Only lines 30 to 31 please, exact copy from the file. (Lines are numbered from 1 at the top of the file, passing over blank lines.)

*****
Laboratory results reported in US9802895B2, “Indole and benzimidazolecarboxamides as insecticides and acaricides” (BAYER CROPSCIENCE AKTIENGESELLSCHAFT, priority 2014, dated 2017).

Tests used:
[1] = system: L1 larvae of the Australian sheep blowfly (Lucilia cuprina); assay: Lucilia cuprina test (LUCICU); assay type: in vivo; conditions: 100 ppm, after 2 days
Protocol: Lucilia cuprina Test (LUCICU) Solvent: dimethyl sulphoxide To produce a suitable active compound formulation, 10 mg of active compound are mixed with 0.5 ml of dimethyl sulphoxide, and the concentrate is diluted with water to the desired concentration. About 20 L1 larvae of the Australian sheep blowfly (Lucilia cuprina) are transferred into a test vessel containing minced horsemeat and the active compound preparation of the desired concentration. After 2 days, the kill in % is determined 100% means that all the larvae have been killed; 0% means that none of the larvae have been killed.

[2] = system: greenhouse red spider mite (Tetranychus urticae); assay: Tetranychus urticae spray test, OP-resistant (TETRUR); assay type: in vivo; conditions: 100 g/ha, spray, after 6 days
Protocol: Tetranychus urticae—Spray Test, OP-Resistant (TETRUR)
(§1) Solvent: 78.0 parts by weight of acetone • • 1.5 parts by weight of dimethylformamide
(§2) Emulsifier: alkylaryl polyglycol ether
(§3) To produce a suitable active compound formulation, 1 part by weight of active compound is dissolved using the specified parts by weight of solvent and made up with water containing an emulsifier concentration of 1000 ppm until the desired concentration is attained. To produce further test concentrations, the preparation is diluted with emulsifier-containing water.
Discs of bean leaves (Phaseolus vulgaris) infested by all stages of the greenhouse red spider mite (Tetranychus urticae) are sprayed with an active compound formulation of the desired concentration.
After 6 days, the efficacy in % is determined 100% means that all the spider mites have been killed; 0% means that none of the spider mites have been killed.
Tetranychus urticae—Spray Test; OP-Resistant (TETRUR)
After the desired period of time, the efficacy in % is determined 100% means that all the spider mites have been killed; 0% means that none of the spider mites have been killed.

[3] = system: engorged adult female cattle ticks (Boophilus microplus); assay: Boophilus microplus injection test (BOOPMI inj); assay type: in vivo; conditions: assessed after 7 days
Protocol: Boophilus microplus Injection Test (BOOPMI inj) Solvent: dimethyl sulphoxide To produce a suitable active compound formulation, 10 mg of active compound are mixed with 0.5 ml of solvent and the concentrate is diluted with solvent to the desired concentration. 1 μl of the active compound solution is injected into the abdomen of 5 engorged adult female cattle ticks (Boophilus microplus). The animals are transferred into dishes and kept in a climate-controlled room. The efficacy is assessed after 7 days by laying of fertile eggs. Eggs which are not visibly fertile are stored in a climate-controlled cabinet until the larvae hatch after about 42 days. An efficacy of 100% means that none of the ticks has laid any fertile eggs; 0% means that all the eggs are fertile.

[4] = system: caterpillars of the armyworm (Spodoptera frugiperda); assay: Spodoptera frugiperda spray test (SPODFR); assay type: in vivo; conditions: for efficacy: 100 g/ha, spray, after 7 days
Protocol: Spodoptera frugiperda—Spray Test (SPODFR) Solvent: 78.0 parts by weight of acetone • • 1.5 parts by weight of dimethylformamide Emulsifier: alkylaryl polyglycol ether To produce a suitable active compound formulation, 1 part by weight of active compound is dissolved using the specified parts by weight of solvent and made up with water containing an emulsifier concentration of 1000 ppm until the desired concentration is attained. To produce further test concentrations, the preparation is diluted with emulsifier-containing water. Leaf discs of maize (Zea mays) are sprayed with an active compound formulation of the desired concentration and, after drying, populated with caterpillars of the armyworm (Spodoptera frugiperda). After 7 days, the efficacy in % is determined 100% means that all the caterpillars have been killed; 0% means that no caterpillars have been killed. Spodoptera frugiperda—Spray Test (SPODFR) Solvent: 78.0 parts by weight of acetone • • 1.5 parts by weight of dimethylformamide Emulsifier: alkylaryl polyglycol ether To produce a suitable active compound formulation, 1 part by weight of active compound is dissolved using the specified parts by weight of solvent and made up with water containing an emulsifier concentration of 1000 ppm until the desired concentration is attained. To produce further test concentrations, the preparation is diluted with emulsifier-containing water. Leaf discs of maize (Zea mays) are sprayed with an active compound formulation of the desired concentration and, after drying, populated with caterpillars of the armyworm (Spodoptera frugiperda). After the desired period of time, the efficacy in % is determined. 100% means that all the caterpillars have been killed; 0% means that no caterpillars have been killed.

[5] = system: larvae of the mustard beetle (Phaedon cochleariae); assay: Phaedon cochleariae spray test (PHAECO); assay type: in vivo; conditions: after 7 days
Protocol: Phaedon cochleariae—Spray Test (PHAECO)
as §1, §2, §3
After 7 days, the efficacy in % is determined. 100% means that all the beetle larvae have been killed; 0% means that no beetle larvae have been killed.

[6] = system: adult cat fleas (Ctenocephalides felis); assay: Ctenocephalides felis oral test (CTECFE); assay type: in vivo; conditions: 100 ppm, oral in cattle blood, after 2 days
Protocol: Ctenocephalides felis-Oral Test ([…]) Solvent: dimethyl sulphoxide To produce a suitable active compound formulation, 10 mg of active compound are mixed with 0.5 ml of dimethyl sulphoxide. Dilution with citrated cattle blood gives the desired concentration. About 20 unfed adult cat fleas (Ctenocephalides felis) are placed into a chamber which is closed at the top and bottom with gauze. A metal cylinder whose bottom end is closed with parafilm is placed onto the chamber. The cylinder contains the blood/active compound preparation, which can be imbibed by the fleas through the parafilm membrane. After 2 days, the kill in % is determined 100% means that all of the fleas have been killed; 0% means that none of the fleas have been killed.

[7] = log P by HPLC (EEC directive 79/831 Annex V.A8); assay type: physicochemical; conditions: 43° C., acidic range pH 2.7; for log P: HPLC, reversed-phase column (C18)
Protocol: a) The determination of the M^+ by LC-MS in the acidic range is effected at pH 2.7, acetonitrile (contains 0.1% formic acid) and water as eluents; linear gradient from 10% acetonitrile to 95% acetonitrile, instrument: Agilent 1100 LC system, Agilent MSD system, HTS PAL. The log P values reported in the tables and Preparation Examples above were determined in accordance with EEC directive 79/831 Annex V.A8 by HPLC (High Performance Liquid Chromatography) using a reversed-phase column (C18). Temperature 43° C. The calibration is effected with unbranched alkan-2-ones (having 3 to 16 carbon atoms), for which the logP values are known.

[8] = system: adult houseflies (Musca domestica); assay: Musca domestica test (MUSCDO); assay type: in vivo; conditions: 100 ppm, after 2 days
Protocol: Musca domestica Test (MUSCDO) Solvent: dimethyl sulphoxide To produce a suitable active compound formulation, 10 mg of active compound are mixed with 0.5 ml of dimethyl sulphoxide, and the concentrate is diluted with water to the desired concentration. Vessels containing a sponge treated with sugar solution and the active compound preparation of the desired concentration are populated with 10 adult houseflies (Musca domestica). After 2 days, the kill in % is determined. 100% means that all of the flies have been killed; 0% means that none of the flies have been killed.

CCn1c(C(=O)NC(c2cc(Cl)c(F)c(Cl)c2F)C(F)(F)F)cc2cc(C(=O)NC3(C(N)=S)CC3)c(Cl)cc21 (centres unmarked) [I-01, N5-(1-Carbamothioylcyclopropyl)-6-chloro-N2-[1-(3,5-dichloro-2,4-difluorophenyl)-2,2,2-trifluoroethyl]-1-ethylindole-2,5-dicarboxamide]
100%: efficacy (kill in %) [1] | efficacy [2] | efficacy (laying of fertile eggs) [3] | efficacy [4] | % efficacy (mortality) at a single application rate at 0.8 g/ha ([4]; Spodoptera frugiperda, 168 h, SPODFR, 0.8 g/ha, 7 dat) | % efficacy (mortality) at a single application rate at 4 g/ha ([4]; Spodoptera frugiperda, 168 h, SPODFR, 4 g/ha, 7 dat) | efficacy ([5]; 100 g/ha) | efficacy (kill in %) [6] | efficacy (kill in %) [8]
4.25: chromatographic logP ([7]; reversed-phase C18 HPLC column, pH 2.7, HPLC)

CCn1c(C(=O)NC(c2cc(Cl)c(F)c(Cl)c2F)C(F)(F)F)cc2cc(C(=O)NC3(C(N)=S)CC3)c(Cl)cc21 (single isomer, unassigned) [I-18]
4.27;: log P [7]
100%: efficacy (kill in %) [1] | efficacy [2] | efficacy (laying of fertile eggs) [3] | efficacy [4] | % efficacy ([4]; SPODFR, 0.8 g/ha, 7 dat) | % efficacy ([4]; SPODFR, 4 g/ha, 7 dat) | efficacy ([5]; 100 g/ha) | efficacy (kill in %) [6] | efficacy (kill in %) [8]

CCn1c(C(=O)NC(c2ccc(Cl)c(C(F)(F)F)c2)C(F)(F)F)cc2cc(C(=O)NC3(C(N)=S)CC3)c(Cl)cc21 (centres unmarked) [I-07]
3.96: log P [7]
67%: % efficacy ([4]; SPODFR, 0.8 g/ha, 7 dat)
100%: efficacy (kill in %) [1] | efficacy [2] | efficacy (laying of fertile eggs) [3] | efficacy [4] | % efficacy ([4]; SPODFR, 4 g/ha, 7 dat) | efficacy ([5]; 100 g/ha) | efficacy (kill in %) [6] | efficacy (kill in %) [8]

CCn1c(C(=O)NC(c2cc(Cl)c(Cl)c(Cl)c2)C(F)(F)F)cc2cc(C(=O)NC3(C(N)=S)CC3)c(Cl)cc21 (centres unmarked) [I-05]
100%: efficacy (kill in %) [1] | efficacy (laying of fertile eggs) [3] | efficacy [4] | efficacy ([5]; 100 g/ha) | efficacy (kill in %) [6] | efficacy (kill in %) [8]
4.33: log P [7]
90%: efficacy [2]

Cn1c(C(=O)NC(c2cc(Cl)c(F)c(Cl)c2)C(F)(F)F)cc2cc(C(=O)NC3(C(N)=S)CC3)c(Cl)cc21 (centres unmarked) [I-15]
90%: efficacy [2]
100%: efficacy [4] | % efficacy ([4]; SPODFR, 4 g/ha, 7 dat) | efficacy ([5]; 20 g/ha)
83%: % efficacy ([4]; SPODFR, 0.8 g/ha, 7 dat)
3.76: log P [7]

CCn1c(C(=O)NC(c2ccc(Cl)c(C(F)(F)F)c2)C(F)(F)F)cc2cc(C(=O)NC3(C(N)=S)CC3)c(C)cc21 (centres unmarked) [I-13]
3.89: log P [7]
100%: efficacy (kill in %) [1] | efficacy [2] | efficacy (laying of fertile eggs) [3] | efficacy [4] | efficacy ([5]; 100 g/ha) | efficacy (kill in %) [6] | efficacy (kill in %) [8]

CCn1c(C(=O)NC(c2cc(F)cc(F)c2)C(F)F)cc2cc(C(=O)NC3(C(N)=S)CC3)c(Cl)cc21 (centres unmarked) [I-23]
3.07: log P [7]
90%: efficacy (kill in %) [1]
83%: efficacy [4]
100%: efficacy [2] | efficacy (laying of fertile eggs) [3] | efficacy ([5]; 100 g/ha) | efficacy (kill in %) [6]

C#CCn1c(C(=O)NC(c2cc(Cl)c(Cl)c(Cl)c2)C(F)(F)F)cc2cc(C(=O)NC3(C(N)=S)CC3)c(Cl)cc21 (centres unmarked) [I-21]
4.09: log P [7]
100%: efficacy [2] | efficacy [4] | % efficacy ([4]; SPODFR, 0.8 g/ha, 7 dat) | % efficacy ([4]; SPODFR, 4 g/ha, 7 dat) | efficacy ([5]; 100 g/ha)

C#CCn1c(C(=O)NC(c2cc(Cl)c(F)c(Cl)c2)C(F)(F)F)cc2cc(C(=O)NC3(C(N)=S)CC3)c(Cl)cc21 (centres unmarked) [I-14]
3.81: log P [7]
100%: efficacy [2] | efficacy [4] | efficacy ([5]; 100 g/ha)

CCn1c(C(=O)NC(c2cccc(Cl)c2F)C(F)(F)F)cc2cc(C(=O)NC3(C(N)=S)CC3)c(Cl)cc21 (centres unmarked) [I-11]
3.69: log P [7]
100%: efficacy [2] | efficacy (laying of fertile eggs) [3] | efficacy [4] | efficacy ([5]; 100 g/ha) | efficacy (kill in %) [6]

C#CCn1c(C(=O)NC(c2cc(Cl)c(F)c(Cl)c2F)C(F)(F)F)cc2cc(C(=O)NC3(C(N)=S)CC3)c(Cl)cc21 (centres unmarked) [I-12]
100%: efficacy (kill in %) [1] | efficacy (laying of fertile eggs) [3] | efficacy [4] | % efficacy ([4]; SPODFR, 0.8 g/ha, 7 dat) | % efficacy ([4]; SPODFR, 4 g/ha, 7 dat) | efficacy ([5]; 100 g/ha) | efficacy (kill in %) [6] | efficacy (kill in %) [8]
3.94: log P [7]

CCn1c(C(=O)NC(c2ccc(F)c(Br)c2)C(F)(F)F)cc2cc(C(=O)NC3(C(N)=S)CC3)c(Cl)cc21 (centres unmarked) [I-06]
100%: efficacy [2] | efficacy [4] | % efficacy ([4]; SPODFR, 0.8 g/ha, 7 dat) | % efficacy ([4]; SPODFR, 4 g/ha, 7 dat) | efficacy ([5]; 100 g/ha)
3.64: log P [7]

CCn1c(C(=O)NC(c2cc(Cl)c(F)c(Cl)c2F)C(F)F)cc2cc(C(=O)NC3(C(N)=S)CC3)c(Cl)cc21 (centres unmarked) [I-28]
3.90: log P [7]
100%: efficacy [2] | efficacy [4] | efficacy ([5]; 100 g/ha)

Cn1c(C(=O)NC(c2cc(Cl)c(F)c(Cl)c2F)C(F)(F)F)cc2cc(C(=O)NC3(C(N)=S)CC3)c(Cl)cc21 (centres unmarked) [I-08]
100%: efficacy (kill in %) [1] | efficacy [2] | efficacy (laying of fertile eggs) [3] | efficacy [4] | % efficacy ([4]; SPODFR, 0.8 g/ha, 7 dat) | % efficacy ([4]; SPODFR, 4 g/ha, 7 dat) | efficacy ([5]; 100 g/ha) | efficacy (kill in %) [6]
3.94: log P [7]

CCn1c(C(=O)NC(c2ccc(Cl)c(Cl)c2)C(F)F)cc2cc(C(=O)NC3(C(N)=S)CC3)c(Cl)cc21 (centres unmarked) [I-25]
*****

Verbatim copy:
4.25: chromatographic logP ([7]; reversed-phase C18 HPLC column, pH 2.7, HPLC)

CCn1c(C(=O)NC(c2cc(Cl)c(F)c(Cl)c2F)C(F)(F)F)cc2cc(C(=O)NC3(C(N)=S)CC3)c(Cl)cc21 (single isomer, unassigned) [I-18]